Is there life after Facebook? Of the Arab ‘Spring’ and London ‘Summer’

Is there life after the Facebook? Or after the ‘revolution’? Through the pain of sobriety, the Egyptian and Tunisian protesters are learning that neither globalization nor McFB way of life (spent mostly in the air-conditioned large shopping-malls) is a shortcut to development; that free trade is not a virtue, but an instrument; that liberalism is not a state of mind but a well-doctrinated ideology, and finally that the social media networks are only a communication tool, not a replacement for independent critical thinking or for the collapsed cross-generational contract.

Machines run on the binary-coded algorithms can neither compensate for an empathic human touch nor can they replace the wonders of socio-emotional interactions of individuals in a real time-space. Sociableness is more complex than the Running sushi, and is not instant purchasable like the three-size portable Starbucks coffee. Personal relations are lived, not utilized by the mouse click.

Human integrity is self-molested and self-reduced into the lame shop-window commodity which is purchasable 24/7 by ‘poking’ on the photo of someone’s personal profile. The social media networks might end up like a smoking of 21st century. In early 20th century, the very smoking was cool, sexy, brave, rebellious, liberating and most of all; social. As such, it was glorified and promoted by that time Western press, film and other entertainment industry.

However, as soon as the dependency, submissiveness, physical and mental distortion and heavy-addiction have been credibly verified, the smoking was barred from all public places, children and elderly, schools and hospitals. Opposing at first for some decades, eventually, the tobacco industry was forced to visible and clearly state the warnings about all hazards associated with its products.

 Today, smoking in the OECD countries is proscribed, ghettoized, and effectively reduced to the specially designated glass-boxes with the powerful ventilations systems and sensitive fire-alarms. The developing world will maybe follow successfully one day. As for the OECD states and media networks; London/UK’s tweet and loot nights of the early August 2011 is an indication enough.

Misled by the quick triumphalism of the social-media sellers, the international news agencies have definitely confused the two: revolt and revolution (as they now miss to co-relate a massive EU bail-outing and the UK loot-outing). The very precursor of the Arab ‘Spring’ was the winter of the (still unsettled) global financial crisis with its severe impact felt or misused locally. Consequently, the Arab unrests started as a (social, not political) public revolt over high unemployment and soaring costs of living (Tunisia and Egypt), over the inter-tribal inequalities (Libya, Bahrain), or over a combination of all factors (Yemen and Syria).

Besides publicly ‘crucifying’ couple of escape goats, it has than failed to bring about structural change (r/evolution), and is paradoxically ending up with more debts, ever higher living costs and more unemployment than before the real or fabricated austerity measures were imposed in a response to the mounting global financial crisis. Finally, it is not clear whether the popular revolts triggered by the austerity measures and the grave socio-political situation in Tunisia and Egypt has been preempted (or diverted), scrutinized and criminalized.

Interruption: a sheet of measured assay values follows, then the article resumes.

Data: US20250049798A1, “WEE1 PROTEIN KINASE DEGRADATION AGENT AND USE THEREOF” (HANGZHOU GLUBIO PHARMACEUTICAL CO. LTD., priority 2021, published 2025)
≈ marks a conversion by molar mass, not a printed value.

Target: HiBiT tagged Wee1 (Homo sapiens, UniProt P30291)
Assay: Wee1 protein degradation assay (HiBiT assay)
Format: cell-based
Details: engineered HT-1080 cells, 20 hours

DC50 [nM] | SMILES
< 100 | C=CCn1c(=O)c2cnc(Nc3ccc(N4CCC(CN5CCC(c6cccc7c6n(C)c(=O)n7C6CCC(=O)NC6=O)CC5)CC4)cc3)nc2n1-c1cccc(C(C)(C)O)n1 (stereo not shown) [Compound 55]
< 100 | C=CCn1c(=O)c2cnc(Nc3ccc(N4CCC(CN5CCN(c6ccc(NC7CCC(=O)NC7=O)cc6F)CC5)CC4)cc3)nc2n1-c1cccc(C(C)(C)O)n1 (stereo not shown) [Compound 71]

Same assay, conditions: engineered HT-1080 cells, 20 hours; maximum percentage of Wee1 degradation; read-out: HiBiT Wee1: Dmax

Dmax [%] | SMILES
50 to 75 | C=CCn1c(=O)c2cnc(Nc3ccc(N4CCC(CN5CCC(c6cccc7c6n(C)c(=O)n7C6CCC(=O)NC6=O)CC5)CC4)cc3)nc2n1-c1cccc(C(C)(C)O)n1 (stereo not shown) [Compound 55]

How could the Arab ‘Spring’ be instructive for the London (looting) summer? Well, the difference between a dialectic and cyclical history is a distance between success and fall: The Arab Oil Embargo of 1973 (that interestingly enough also included the non-petrol exporting republics of Egypt, Syria and Tunisia) was an attempt at political emancipation. In the aftermath of the Oil Shock that the Embargo subsequently triggered, the Arab states have found themselves within ever stronger external financial and politico-military dependences.

For almost ten years, the youth in Europe (France, Greece, Portugal, Spain, Ireland, Norway, Britain) is repeatedly sending us a powerful message on the perceived collapse of the cross-generational social contract. The only consolidated response, so far, was the impressive buildup of the so-called ‘Wing/s front’. These, seemingly rightist political parties, are effectively exploiting mounting frustration of electorate with the main center-left and center-right political parties (far too often co-habituating in a form of grand-coalitions across the EU), and the emotional charges related to “migration question”.

History of Europe is a story about small hysteric nations, traditionally sensitive to the question of otherness (as linguistic, ethnic, religious and behaviorist minorities were far too many times in history misused by the assertive neighbors all over the continent). Presence of Europe is a shadow of the grand fact that Europe can produce everything but its own life. The ‘Old Continent’ is demographically sinking and economically is just keeping afloat. The cross-generational social contract is silently abandoned. European youth feels it correctly (still does not express it right): the escapist, defeatist, confrontational anti-politics is on a rise in lieu of visionary, dynamic far-reaching policies.   

Anis H. Bajrektarevic, Chairman Intl Law & Global Political Studies *

Vienna, 11 AVG 11

Prof. Bajrektarevic is the author of dozens ILAW/JHA– and SD–related presentations, publications, speeches, seminars, research colloquiums as well as of numerous public events (round tables & study trips, etc.). He lives in Vienna, Austria.

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